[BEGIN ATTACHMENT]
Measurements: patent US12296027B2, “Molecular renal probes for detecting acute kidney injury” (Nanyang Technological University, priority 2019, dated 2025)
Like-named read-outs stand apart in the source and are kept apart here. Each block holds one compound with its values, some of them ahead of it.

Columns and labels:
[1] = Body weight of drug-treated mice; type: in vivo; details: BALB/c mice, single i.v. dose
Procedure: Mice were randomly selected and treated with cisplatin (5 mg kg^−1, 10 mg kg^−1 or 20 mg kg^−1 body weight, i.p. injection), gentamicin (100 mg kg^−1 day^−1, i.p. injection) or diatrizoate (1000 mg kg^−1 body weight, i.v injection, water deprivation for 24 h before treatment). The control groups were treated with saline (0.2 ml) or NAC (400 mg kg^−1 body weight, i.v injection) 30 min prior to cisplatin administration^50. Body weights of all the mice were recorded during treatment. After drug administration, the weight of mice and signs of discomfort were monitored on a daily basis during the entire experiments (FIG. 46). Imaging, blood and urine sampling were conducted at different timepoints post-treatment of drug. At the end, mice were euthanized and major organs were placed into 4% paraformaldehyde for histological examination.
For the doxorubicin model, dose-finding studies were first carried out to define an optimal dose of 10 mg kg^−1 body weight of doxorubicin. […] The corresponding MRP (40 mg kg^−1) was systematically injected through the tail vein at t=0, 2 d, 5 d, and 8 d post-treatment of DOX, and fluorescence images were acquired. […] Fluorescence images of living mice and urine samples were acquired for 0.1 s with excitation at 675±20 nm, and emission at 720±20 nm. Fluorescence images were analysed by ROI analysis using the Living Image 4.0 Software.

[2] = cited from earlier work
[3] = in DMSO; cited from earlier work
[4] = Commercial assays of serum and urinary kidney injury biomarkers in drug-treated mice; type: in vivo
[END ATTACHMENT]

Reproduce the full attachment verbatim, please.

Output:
Measurements: patent US12296027B2, “Molecular renal probes for detecting acute kidney injury” (Nanyang Technological University, priority 2019, dated 2025)
Like-named read-outs stand apart in the source and are kept apart here. Each block holds one compound with its values, some of them ahead of it.

Columns and labels:
[1] = Body weight of drug-treated mice; type: in vivo; details: BALB/c mice, single i.v. dose
Procedure: Mice were randomly selected and treated with cisplatin (5 mg kg^−1, 10 mg kg^−1 or 20 mg kg^−1 body weight, i.p. injection), gentamicin (100 mg kg^−1 day^−1, i.p. injection) or diatrizoate (1000 mg kg^−1 body weight, i.v injection, water deprivation for 24 h before treatment). The control groups were treated with saline (0.2 ml) or NAC (400 mg kg^−1 body weight, i.v injection) 30 min prior to cisplatin administration^50. Body weights of all the mice were recorded during treatment. After drug administration, the weight of mice and signs of discomfort were monitored on a daily basis during the entire experiments (FIG. 46). Imaging, blood and urine sampling were conducted at different timepoints post-treatment of drug. At the end, mice were euthanized and major organs were placed into 4% paraformaldehyde for histological examination.
For the doxorubicin model, dose-finding studies were first carried out to define an optimal dose of 10 mg kg^−1 body weight of doxorubicin. […] The corresponding MRP (40 mg kg^−1) was systematically injected through the tail vein at t=0, 2 d, 5 d, and 8 d post-treatment of DOX, and fluorescence images were acquired. […] Fluorescence images of living mice and urine samples were acquired for 0.1 s with excitation at 675±20 nm, and emission at 720±20 nm. Fluorescence images were analysed by ROI analysis using the Living Image 4.0 Software.

[2] = cited from earlier work
[3] = in DMSO; cited from earlier work
[4] = Commercial assays of serum and urinary kidney injury biomarkers in drug-treated mice; type: in vivo